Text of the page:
European energy prices skyrocketed in 2022 to a level where chlor-alkali costs exceeded ECU values. However, European chlorine contracts typically include lengthy fixed price periods, so producers had to adjust caustic prices to offset increased costs. Higher European caustic prices lifted caustic prices in other regions as traders recognized arbitrage opportunities. A simultaneous chemical tanker shortage resulting from increased demand in economic recovery and distortion of natural trade routes due to sanctions against Russia exacerbated global caustic dynamics. Caustic prices rose globally, and inter-regional price differences widened on elevated freight costs.


Chlor-alkali market regional trends for chlorine and caustic soda values


Today’s chlor-alkali markets differ considerably from the start of 2023. Central banks raised interest rates to cool rampant inflation. Higher interest rates stifled construction activity, chlorine demand decreased, and chlor-alkali operating rates declined. But caustic values have also declined. Why are chlor-alkali markets again bucking historical lead-lag norms?

Multiple factors set Europe again at the center of atypical market activity. Economic slowdown reduced demand for most goods.  Global freight rates have declined, tempering interregional caustic price differentials.  Additionally, record-high 2022 European caustic prices in Europe caused significant caustic and chlorine demand destruction. Finally, and perhaps most importantly, energy prices have fallen, allowing European producers to compete for domestic market share and participate in the spot export market while maintaining margins.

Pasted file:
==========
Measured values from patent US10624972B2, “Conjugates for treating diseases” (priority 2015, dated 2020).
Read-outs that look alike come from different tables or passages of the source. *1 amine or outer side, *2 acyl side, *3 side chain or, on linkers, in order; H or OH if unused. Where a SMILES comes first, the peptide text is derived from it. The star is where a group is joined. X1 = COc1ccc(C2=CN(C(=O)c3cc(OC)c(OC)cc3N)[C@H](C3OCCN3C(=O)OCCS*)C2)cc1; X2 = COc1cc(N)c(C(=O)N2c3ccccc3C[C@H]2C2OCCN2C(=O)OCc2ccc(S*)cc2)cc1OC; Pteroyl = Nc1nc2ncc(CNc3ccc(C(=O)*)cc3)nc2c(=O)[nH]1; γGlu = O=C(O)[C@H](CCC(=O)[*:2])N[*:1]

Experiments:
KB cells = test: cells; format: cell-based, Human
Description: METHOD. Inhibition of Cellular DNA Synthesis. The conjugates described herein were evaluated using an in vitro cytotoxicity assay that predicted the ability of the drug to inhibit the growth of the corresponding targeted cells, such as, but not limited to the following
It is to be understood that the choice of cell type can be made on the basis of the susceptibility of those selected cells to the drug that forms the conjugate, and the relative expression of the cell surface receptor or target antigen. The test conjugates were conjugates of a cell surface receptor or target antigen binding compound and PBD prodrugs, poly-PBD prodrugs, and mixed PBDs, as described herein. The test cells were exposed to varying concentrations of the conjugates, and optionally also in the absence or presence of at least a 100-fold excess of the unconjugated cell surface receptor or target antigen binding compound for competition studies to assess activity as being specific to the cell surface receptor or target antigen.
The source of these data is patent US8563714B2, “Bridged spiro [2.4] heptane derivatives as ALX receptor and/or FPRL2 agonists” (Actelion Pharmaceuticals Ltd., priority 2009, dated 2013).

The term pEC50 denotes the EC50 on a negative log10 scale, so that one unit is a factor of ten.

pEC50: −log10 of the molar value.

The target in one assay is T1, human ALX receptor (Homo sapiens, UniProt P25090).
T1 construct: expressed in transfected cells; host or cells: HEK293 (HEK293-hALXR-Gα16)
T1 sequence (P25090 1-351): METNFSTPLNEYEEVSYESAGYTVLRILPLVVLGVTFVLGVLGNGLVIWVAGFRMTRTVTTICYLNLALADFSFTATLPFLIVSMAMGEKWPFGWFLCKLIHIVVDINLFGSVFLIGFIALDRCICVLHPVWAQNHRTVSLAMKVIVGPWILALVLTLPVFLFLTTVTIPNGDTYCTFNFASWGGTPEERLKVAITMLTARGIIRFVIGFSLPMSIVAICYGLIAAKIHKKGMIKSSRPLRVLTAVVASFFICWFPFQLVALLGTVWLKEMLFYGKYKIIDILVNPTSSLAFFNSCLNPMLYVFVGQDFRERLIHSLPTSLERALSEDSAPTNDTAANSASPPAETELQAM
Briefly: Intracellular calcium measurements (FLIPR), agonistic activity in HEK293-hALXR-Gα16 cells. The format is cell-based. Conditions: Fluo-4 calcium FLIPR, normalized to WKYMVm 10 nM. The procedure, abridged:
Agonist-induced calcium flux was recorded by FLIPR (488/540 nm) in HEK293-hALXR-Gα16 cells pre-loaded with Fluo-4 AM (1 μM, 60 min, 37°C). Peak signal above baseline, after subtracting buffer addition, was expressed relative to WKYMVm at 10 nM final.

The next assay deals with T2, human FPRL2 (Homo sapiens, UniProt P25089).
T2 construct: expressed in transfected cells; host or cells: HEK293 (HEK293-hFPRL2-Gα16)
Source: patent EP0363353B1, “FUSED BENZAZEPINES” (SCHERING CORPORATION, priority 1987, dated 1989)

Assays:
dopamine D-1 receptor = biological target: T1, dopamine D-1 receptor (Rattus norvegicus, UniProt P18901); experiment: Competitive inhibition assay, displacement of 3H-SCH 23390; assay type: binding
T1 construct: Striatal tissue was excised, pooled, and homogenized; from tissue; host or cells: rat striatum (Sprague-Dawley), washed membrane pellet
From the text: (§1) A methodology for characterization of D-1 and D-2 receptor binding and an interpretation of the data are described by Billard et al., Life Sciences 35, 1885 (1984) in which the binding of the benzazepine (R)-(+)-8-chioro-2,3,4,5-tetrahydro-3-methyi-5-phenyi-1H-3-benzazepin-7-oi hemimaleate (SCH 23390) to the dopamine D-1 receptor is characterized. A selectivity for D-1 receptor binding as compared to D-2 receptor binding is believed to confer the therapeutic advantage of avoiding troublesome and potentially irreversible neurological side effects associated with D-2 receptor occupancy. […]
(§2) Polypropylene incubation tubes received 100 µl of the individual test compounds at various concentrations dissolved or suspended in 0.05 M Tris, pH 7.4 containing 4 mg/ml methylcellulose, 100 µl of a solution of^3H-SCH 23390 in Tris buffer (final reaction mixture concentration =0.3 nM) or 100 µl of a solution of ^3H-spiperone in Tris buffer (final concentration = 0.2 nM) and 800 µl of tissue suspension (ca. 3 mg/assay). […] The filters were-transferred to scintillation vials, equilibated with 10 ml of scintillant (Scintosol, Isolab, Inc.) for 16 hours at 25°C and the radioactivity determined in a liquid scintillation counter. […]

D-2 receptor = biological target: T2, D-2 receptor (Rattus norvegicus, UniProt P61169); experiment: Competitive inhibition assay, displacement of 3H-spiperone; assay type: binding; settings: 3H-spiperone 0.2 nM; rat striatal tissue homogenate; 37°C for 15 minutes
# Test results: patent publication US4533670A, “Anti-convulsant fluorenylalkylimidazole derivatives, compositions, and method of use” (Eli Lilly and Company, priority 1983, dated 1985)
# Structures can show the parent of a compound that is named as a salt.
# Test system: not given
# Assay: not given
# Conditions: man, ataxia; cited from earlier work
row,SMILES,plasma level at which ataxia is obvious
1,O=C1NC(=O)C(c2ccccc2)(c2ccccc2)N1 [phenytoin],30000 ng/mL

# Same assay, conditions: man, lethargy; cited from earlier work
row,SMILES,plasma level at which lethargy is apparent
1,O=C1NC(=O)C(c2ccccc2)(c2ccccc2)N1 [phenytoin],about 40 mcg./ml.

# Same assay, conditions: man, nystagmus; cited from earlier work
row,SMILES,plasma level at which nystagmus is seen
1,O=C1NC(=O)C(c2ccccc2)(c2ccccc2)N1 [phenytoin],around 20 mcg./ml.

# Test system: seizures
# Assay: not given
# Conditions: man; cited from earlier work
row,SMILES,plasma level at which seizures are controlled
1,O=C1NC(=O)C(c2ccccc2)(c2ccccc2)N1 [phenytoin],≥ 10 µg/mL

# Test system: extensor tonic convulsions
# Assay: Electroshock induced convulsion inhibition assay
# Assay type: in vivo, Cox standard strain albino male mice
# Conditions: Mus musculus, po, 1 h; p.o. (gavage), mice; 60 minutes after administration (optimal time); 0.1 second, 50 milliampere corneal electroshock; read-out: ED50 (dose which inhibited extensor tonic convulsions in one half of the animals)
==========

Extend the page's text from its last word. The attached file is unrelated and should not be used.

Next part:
Europe is not the exclusive region challenging chlor-alkali markets today. The economic recovery in mainland China after reopening has failed to generate material chlor-alkali market demand recovery in the world’s largest chlorine and caustic markets. As chlorine and caustic demands fall concurrently, margins are compressed in higher production cost regions. In fact, some high-cost producers’ margins are negative in mainland China. Producers have begun curtailing production except in the United States, which is the low-cost producing region.

US construction activity has slowed; US manufacturing activity driving caustic demand has been more resilient. But caustic demand is softening in the US, and international arbitrage erodes domestic US caustic values.  Nevertheless, US ECU margins remain healthy compared to European and Asian margins, partly because scarce chlorine supply has elevated merchant chlorine prices to record levels. However, the global economic slowdown is beginning to affect even the US merchant chlorine market as it swings from “tight” to “balanced to soft.”

Global chlor-alkali markets are nearing an inflection point. Europe and Asia are likely at or near the bottom of the cycle, and the US is weakening. We expect that a unique situation will occur when the chlor-alkali market turns. Unlike many other base chemicals, we expect chlor-alkali to enter an up-cycle. After near-term demand grows into current and planned capacity, we forecast demand to grow faster than supply, creating an up-cycle.

As basic building blocks in society, traditional sector demand for chlor-alkali products will continue to grow through the cycle. But how will electrification and decarbonization trends impact the chlor-alkali industry in the upcoming decade as the world enters the “electric chapter”?

Join us at the World Chemical Forum next week on September 12-14, 2023, in Houston, TX, for a comprehensive chlor-alkali market outlook.



Nick Kovics
Vice President, Chlor-Alkali